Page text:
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The First Amendment is clear in its protection of the freedom of expression: Congress shall make no law .
The First Amendment is clear in its protection of the freedom of expression: "Congress shall make no law ... abridging the freedom of speech, or of the press; or the right of the people to peaceably assemble, and to petition the government for a redress of grievances." However, only Justices Black and Douglas have ever adhered to a literalist interpretation of the Freedom of Expression Clause. All other justices have been willing to place some restrictions on the freedom of expression.
Review the First Amendment case law found in your week 3 readings in the lessons section. Discuss the evolution of standards the Court has used to adjudicate freedom of expression. Choose one case that you think it significant. Briefly give the facts of that case and discuss why you believe it is significant to this discussion.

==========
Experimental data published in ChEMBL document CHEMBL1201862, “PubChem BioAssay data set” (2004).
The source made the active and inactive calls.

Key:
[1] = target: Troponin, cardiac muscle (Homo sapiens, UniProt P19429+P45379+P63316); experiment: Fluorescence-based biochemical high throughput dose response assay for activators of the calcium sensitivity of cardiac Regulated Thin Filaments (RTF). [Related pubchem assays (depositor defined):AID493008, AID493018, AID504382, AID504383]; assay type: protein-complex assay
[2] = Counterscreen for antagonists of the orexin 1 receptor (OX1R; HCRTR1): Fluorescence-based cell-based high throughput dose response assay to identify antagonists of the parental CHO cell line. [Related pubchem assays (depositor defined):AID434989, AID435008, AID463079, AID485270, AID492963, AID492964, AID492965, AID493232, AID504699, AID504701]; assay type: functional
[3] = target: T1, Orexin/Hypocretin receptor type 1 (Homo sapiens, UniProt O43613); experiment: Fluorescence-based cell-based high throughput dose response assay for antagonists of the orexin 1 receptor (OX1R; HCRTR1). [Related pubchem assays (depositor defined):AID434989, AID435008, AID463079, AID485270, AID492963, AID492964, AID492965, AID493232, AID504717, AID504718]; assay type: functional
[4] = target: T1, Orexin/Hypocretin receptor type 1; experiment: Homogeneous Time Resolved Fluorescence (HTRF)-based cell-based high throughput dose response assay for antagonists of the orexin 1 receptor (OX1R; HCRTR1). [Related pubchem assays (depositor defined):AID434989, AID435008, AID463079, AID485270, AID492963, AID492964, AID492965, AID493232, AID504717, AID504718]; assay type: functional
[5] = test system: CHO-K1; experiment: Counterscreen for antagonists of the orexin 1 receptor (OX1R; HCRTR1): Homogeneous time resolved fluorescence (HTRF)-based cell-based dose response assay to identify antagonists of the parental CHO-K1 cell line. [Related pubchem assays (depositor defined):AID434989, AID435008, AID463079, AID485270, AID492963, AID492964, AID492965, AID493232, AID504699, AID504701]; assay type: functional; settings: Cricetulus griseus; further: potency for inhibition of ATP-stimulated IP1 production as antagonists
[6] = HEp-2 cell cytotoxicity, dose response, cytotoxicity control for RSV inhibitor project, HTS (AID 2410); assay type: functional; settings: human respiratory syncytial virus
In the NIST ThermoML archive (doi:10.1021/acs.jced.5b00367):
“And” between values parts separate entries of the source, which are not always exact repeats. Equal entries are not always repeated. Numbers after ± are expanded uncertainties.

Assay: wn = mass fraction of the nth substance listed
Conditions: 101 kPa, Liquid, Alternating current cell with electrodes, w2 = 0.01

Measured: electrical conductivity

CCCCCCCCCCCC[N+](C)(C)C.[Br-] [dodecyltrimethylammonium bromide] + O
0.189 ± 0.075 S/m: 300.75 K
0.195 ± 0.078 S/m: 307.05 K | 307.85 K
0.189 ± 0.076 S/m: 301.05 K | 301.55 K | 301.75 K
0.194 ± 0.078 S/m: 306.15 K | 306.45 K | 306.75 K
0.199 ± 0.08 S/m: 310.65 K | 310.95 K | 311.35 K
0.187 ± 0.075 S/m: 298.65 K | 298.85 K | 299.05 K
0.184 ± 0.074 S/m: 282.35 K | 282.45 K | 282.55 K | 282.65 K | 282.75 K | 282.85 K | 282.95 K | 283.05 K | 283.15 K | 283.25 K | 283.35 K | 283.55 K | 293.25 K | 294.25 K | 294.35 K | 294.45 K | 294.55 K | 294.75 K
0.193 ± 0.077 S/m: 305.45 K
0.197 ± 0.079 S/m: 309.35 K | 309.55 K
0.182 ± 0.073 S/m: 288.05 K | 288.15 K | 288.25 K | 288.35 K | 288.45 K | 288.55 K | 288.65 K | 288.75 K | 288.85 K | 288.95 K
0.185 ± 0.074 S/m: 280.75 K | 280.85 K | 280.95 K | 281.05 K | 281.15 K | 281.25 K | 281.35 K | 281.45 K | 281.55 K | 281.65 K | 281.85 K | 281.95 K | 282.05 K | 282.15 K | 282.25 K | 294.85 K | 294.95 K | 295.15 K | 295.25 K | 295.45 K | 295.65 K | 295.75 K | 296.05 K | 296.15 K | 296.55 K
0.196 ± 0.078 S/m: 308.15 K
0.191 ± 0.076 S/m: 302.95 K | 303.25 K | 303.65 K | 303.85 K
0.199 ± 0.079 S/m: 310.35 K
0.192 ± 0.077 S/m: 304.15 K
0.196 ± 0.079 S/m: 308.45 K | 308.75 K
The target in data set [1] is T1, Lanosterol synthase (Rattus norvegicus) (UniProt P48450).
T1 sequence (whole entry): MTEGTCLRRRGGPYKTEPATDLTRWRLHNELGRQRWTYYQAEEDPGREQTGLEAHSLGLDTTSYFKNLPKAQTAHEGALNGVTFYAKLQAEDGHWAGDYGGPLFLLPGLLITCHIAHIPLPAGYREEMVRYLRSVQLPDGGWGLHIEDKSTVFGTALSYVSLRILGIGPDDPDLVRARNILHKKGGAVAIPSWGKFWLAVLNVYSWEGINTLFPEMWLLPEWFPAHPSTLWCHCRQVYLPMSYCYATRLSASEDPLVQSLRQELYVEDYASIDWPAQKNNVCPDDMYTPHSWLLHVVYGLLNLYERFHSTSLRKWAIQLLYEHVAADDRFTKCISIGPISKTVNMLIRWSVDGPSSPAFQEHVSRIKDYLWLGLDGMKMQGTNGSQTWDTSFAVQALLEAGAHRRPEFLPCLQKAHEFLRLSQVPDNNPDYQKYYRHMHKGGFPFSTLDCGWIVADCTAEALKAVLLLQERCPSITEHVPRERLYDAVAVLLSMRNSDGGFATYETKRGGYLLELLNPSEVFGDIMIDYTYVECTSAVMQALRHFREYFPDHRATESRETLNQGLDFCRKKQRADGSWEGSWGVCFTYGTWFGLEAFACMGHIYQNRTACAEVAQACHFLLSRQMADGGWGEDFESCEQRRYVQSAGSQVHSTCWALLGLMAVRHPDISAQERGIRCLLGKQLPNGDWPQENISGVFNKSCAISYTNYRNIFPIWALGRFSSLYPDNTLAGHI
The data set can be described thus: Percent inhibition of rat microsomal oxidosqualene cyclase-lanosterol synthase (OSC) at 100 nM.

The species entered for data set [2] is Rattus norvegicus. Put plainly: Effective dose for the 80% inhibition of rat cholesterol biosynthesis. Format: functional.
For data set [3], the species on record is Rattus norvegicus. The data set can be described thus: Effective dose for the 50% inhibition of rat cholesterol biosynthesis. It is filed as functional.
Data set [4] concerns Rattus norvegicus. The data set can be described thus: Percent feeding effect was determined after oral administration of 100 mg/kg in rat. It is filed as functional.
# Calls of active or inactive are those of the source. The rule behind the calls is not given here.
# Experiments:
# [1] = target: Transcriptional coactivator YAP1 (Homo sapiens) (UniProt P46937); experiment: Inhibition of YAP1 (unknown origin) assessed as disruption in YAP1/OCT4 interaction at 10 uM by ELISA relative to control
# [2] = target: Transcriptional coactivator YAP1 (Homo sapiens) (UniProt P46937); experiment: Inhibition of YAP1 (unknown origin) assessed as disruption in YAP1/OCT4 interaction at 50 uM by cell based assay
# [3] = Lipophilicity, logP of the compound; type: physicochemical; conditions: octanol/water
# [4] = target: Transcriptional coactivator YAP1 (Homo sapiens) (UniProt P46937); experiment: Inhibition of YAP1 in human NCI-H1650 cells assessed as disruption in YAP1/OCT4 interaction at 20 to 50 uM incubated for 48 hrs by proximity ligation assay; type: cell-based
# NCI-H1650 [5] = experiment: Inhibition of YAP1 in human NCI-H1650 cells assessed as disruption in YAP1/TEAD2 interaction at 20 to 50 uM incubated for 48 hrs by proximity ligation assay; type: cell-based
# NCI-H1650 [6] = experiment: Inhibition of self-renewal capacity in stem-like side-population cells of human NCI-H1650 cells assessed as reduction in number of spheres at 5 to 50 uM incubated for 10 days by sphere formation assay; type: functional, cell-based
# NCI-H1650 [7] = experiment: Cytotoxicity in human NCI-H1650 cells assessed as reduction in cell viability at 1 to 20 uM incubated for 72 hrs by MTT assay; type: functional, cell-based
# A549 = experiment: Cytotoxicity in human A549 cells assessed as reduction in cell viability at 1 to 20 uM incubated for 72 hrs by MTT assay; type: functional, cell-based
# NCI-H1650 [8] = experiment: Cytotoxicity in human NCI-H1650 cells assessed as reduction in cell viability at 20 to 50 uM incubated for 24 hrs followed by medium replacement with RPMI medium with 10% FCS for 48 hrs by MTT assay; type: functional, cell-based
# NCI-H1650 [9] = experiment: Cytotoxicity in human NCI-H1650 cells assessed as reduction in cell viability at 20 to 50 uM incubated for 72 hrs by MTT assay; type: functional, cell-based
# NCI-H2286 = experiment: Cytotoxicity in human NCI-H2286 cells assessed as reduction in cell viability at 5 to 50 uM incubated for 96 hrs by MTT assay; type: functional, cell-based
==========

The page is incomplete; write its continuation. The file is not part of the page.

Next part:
In your answer, explain why the Court has not adhered to a single position in deciding First Amendment cases, changing standards depending on the circumstances of the case.
Why has the Court been more willing to restrict freedom of expression in certain times and has allowed more liberal standards at other times? Are you satisfied with the standards that the Court has provided? Do you feel that the standards should be more or less precise, allowing for more or less freedom in interpreting the standard? Why?